Sep. 9th, 2017

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Just read that Troy Gentry of Montgomery Gentry died in a helicopter crash.

There was a deeply unsettled push and pull in Montgomery Gentry between rejection and rapprochement, standing their ground and reaching beyond it. Their sound gave an appealing glisten to outlaw country, what I inarticulately describe as "adding a lot of color." Of course "color," as in black and white, as in potential racism, is what scared me in them but it also seemed to scare them, in complex ways. Obviously I'm not exactly the "hip-hop mess" they were trying to brush off in "She Couldn't Change Me," but inexactly I kind of am and so are you.* When the woman returns at the end of the song, how much from the outside does she bring with her? Are they merely winning her over or are they genuinely taking her in? In any event, it was this song of theirs that pulled me in, not just to their music but to the country genre itself. I'd listened before but never really tried to grapple, never was willing to feel it so much.

Troy had the gentler voice and the gentler look. Even though "She Couldn't Change Me" uses Eddie's dark and apparently implacable singing, Troy is the face of the video, so becomes the face of acceptance. The ending is sweet, where he embellishes her colors rather than trying to paint them over.



And of course a few years after "She Couldn't Change Me" was "Some People Change," which may seem only a gesture, but gestures matter. Anyway, there's always the longing for something more, elder wisdom, God, something more feminine, rejected parents. They never sat easy.



That said, as I let my country listening drift away in the '10s I let Montgomery Gentry drift away too. I'm not really on Facebook, but I do check in to see what Dave is up to. I once posted 6 or 7 music favorites, including Montgomery Gentry, so the Facebook algorithm puts Montgomery Gentry up on my news feed.** The duo (on Facebook, anyway) treated the election as if it didn't exist, no mention of Charlottesville, and so on. Probably just playing it safe, but one can always imagine they didn't talk up Trump because they actually couldn't stomach Trump's racism, despite their being the kind of people he was claiming to stand for. —Well, one can do some research, too, which I haven't. Perhaps I'll catch up someday, if I'm not too scared. They made the most reliably good music of the country '00s, the deepest social-emotional poetry, and I put their album Carrying On number two on my albums of the decade list (all genres). Notice the double meaning of "carrying on," which is both holding on, persevering, on the one hand, and causing a ruckus, creating a scene, continuing on in a disruptive or improper manner, on the other.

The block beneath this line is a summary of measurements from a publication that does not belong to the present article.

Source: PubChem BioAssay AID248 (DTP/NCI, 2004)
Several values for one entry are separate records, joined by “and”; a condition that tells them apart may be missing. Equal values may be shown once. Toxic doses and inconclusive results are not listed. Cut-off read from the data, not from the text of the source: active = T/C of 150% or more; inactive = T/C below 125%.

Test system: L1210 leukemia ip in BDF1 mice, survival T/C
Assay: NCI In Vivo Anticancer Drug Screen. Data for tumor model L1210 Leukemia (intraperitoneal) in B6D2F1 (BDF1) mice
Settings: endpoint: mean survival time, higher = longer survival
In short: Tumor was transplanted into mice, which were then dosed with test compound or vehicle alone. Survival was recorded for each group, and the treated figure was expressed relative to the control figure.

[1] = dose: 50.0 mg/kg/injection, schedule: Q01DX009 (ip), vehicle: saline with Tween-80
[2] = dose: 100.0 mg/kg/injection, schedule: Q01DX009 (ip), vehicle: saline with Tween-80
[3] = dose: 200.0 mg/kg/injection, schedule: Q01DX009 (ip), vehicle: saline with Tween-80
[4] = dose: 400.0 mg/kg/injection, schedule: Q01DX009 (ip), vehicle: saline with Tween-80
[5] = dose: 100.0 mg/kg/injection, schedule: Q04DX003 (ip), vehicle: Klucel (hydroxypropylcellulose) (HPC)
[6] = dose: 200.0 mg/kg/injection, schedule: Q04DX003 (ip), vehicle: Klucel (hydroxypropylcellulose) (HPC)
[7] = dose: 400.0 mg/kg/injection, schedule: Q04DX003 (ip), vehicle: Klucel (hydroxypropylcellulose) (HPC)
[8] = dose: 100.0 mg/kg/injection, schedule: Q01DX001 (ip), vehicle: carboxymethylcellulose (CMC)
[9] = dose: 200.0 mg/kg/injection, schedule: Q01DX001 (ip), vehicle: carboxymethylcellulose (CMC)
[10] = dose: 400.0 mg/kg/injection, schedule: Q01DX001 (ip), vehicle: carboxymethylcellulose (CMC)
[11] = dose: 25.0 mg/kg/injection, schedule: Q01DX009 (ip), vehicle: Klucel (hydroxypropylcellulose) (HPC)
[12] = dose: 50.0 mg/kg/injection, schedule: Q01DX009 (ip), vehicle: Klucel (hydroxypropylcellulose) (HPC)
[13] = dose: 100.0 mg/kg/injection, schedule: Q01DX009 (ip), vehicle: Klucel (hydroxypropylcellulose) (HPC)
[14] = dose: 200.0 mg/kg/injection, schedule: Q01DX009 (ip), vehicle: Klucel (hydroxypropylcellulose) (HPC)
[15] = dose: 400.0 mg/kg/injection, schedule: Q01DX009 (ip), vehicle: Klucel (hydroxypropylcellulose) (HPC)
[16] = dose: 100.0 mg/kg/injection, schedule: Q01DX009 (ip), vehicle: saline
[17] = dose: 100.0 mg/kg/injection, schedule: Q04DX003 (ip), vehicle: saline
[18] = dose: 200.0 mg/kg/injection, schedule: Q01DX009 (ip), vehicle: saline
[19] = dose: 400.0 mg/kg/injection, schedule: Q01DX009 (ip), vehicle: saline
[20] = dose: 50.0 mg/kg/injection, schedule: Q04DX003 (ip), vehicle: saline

This is where I wrote about them in the Voice, sliding around, trying to find and lose my own feet:

https://www.villagevoice.com/2001/07/17/d-dang-a-dang-me

https://www.villagevoice.com/2002/12/24/the-onslaught (Ctrl-f "c&w whiners")

*Notice how narrow I expect the readership for this post to be, my saying "so are you" with such confidence.

**The Kinks too. So Dave Davies and Ray Davies and Dave Moore and Montgomery Gentry are my window into the Facebook world.

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